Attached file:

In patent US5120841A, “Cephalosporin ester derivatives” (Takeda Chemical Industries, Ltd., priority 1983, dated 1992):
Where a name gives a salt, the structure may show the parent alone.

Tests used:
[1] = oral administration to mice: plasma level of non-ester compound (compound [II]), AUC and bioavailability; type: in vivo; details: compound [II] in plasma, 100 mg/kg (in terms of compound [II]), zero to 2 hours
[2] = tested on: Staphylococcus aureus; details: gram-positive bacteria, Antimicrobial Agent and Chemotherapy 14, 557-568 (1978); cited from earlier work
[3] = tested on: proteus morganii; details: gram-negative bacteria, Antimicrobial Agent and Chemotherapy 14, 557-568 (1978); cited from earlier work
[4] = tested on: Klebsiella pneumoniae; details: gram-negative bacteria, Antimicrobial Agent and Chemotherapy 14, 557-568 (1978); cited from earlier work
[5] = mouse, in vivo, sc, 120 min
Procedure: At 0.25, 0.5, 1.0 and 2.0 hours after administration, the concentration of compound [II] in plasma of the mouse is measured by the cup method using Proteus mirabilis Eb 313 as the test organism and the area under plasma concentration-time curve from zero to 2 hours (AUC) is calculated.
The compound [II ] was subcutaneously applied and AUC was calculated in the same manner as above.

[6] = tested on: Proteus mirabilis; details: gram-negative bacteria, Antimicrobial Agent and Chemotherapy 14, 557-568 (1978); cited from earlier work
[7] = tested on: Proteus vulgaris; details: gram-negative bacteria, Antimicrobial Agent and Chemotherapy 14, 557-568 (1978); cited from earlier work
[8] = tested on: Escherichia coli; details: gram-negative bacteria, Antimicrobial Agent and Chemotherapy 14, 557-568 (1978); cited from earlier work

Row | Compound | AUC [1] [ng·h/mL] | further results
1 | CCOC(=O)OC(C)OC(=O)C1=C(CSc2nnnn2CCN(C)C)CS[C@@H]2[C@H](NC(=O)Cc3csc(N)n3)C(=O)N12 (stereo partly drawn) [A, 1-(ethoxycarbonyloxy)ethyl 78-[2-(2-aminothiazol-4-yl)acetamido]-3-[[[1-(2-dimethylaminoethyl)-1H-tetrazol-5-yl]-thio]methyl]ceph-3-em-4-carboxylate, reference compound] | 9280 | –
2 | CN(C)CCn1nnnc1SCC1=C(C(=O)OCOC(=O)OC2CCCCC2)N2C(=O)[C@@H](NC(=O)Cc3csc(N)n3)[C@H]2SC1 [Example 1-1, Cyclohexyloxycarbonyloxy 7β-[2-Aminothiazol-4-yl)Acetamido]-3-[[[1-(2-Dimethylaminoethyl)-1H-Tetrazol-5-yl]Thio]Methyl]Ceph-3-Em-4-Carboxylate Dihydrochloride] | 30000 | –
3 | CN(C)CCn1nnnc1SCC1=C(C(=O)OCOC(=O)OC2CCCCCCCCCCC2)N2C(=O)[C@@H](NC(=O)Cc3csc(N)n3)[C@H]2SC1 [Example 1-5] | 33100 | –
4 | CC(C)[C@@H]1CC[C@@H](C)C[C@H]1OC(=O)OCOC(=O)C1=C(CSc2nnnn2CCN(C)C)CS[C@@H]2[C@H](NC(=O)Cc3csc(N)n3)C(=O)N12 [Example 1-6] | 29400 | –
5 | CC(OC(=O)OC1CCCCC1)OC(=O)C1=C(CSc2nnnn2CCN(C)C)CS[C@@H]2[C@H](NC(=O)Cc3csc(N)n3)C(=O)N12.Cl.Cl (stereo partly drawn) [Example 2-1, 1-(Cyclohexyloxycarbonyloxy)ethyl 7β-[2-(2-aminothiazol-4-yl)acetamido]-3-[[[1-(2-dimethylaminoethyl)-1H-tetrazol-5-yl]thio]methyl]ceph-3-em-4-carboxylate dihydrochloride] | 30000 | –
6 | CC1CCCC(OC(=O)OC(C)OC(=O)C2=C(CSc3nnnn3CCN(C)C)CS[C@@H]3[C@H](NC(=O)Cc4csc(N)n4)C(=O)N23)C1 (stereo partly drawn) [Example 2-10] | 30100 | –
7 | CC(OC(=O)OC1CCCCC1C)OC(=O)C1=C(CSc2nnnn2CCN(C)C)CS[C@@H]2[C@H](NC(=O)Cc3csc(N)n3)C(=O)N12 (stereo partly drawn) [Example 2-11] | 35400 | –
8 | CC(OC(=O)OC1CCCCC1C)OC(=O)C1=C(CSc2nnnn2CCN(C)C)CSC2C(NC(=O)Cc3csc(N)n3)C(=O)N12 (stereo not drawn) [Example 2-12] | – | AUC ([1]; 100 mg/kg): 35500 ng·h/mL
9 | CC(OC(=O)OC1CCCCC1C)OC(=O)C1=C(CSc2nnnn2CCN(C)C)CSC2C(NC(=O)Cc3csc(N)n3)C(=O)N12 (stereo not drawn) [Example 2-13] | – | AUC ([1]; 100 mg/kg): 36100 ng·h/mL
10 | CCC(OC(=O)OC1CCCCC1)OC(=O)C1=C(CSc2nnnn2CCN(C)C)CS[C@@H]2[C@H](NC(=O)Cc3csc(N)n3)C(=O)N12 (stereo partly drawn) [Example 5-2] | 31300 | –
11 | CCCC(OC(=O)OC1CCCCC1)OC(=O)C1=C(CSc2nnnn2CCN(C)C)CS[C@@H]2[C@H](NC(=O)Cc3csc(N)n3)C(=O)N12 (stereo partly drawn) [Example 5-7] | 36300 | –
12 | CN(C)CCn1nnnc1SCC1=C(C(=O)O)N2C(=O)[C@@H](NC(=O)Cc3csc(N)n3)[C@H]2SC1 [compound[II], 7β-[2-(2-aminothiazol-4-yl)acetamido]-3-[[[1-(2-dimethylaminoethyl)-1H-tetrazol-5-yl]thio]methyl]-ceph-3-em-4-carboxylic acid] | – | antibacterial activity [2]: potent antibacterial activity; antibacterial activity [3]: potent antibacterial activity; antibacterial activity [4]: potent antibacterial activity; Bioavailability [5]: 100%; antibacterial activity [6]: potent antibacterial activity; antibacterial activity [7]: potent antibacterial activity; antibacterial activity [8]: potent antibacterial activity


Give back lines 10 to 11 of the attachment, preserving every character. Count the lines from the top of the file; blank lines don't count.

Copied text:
The compound [II ] was subcutaneously applied and AUC was calculated in the same manner as above.

[6] = tested on: Proteus mirabilis; details: gram-negative bacteria, Antimicrobial Agent and Chemotherapy 14, 557-568 (1978); cited from earlier work